Coins of the German Empire: What Are They Worth?

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This article was brought to you by auction house Künker, the specialist for coins of the German Empire.


Are you annoyed because Cosmos of Collectibles does not indicate prices? There’s a good reason for it: prices change all the time. And you are much more up-to-date if you determine the price yourself. You want to find out how much a coin of the German Empire is worth? In this article, we’ll explain you how to do that. From the coin to the price in four steps – it couldn’t be any easier.


Step 1: Identify Your Coin

To find out which coin is lying in front of you, you have to identify it. That’s a piece of cake thanks to the catalogue offered by Cosmos of Collectibles. Click on our “Deutsches Kaiserreich” section. At the right, you can determine filters, fill in the fields “Denomination”, “Year of Issue” and “Material”. Then you can compare the results with your coin. Pay attention to the mintmark and the legend to be sure you identified your coin correctly. The mintmark is the tiny letter that can usually be seen at the very bottom of the heads-side of gold and silver coins, on the tails-side in the case of smaller denominations.

At this point, you’ve already completed the most important step. If you click on the field, you know what coin you have.


Step 2: Determine the Quality

Now things get tricky – not because you wouldn’t be able to do what you have to do next. But there is the danger of being blinded by one’s own greed. So, be completely honest with yourself when examining your coin. This is the only way to come to a correct conclusion.

So, what does your coin look like? Quite beautiful? That isn’t enough. In numismatics, there are different terms to describe the quality of a piece, and we would like to illustrate them with an example. Take a close look at the four pieces: the first coin is “FDC”, the second one “extremely fine”, the third “very fine to extremely fine” and the fourth “very fine”.

The best way to determine the quality is to look at the small shield on the chest of the eagle. Feel free to use a magnifying glass. Another eagle with shield is depicted on it. And here’s the bitter truth: a coin is only “FDC” when this small shield is completely untouched. On an “FDC” coin, you can see every detail of the shield. On an “extremely fine” coin, parts of the shield are worn and no longer visible. On a “fine” coin – and this quality is rarely offered at auction, which is why we don’t have a picture of it – you can still see contours on the shield.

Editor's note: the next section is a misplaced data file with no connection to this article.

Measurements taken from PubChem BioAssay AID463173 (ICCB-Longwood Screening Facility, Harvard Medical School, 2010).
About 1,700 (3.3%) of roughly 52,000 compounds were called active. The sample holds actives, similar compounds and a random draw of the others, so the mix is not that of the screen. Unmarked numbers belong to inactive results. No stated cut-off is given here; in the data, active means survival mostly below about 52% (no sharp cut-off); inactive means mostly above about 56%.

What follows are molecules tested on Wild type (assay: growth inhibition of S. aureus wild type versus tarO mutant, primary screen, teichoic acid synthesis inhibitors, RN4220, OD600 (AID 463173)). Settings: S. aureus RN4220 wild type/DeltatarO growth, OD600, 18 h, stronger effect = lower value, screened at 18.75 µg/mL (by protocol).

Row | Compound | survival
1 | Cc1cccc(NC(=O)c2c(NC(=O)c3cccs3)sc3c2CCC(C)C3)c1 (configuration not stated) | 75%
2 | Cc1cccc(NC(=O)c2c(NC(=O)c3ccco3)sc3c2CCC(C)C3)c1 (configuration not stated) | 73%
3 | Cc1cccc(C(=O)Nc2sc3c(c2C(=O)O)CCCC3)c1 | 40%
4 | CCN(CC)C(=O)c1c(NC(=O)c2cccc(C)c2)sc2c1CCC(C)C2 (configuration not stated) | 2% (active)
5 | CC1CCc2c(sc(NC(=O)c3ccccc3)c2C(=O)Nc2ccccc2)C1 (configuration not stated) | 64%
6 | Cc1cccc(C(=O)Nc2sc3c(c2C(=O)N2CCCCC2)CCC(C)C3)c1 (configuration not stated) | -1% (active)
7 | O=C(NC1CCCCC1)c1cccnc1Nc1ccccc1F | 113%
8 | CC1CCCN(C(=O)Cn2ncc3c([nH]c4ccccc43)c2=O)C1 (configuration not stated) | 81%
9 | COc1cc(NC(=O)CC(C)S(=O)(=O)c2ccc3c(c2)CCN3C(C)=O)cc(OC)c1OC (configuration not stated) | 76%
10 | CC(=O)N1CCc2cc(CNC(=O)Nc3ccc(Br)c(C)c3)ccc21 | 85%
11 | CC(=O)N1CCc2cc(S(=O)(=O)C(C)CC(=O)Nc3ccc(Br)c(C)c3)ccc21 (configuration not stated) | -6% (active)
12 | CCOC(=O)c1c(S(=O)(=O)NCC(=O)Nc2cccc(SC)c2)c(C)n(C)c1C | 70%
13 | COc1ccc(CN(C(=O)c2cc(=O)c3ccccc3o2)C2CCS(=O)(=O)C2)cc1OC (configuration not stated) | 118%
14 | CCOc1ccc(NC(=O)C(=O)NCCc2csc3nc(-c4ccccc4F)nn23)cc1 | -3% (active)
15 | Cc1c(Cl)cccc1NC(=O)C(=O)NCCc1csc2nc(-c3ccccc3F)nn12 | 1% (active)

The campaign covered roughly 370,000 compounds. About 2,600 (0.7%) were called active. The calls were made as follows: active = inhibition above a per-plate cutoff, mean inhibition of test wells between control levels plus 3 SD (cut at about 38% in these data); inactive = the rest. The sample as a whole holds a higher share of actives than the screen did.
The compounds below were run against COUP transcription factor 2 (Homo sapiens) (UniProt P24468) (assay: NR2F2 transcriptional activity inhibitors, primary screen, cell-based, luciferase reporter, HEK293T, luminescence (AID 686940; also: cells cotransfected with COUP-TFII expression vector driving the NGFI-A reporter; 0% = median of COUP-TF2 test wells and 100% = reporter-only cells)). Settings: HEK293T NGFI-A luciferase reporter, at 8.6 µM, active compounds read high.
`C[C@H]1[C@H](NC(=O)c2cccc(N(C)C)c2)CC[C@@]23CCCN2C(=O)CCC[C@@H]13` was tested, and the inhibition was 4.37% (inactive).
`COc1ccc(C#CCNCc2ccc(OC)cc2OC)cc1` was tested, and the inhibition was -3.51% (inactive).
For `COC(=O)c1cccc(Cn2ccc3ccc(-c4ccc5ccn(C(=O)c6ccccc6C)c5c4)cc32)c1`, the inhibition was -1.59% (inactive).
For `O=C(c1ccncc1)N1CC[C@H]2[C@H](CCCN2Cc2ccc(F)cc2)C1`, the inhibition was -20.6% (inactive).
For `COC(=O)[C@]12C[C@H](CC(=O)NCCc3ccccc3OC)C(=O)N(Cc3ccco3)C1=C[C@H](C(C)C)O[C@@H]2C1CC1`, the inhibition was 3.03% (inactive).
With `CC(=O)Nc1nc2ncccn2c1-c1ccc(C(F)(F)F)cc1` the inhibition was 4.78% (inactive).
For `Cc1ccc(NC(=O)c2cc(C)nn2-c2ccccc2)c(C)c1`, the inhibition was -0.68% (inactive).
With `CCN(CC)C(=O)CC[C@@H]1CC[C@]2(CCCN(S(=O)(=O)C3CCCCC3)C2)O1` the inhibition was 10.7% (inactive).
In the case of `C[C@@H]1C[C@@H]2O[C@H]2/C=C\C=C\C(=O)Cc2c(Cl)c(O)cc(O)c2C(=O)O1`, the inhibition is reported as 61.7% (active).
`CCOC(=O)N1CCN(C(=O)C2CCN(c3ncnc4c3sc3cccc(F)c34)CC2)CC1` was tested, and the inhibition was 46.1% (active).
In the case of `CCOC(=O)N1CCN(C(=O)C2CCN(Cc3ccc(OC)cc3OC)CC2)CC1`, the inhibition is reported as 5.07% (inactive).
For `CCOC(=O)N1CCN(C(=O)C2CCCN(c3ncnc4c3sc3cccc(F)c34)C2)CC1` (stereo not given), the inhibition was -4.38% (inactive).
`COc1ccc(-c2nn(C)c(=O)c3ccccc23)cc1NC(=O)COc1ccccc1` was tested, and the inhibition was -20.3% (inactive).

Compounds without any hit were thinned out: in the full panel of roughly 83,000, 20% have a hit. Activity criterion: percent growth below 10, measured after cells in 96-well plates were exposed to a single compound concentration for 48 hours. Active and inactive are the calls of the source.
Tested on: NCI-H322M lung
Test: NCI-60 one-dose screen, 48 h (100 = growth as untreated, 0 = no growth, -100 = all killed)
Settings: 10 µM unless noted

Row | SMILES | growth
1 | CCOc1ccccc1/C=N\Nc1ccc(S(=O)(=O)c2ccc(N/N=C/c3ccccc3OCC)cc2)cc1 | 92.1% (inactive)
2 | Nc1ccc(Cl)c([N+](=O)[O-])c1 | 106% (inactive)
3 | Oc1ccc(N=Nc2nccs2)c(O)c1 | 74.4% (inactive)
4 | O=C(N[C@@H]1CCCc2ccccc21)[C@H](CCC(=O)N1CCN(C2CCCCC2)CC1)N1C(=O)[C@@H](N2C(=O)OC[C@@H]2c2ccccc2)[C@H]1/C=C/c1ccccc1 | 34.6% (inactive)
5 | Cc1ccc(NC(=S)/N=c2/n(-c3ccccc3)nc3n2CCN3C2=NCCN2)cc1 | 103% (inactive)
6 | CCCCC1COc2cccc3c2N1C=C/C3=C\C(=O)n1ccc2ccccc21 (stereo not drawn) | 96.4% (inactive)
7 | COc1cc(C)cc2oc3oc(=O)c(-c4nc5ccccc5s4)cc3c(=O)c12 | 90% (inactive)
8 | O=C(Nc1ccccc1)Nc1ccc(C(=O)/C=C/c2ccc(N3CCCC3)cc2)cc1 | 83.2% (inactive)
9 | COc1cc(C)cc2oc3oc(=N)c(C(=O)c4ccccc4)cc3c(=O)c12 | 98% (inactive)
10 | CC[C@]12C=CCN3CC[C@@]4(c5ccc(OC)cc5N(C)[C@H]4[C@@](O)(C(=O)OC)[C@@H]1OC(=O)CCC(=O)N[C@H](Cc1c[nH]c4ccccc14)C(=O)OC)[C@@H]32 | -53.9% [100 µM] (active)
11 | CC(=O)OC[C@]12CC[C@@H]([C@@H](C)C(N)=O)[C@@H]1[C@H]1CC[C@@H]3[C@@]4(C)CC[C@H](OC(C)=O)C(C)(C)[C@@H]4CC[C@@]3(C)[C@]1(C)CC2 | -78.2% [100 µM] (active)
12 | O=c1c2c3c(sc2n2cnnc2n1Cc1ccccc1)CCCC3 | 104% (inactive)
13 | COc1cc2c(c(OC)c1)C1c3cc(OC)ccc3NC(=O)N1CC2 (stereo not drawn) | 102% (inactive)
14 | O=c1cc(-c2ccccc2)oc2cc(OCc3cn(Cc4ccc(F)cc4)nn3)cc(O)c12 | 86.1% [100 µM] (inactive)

Determining the exact quality of a piece is crucial to find out its value.


Step 3: What’s the Mintage of the Coin and Does It Make Sense to Keep Looking?

Having determined the quality of the coin, we take another look at the website of Cosmos of Collectibles.

The most important field for the question of how much your coin is worth is the field indicating the mintage. After all, the mintage numbers of the coins of the German Empire vary a lot. There are coins of which several million pieces were minted. And if you see a mintage number of several millions, you can be sure that you coin isn’t a precious rarity. Regarding coins of smaller denomination, you can expect that dealers will not even want to buy the piece if it’s of poor quality. In the case of gold and silver coins, dealers will pay you its material value minus a fee for melting down the coin. To have an idea of what a dealer should offer you for the coins, be sure to calculate the material value of your gold and silver coins using the current precious metal price. A 1 mark piece contains 5g, a 2 marks piece 10g, a 3 marks piece 15g and a 5 marks piece 25g of silver. Gold coins of 5 marks contain 1.792g, coins of 10 marks 3.584g and coins of 20 marks 7.168g of gold.

The website, for instance, offers a very easy-to-use gold calculator.


Step 4: And Here Comes Google

The prices of collector coins are like stocks, they rise and fall depending on how popular a certain field is at the moment, depending on how many people are currently collecting coins. That’s why it makes sense to use Google to find out what prices your coin is currently being offered for. Search the CoCo number first. That’s the easiest way. If that doesn’t help enter the coins “Country”, “Denomination”, “Year of Issue” and “Mintmark”.

To only get current results, we suggest limiting the Google search to the past month. To do this, enter your search, click enter and then filter by clicking on “Settings” and “Advanced search”. Use the third option under the heading “Then narrow your results by…” and change it from “anytime” to “past month”.


The results are absolutely up-to-date. And now keep in mind that dealers also have to calculate with a certain profit margin. The lower the value of your coin, the higher the margin in terms of percentage. So, now you have a quite exact idea of what your coins are worth.


This article was brought to you by auction house Künker, the specialist for coins of the German Empire.

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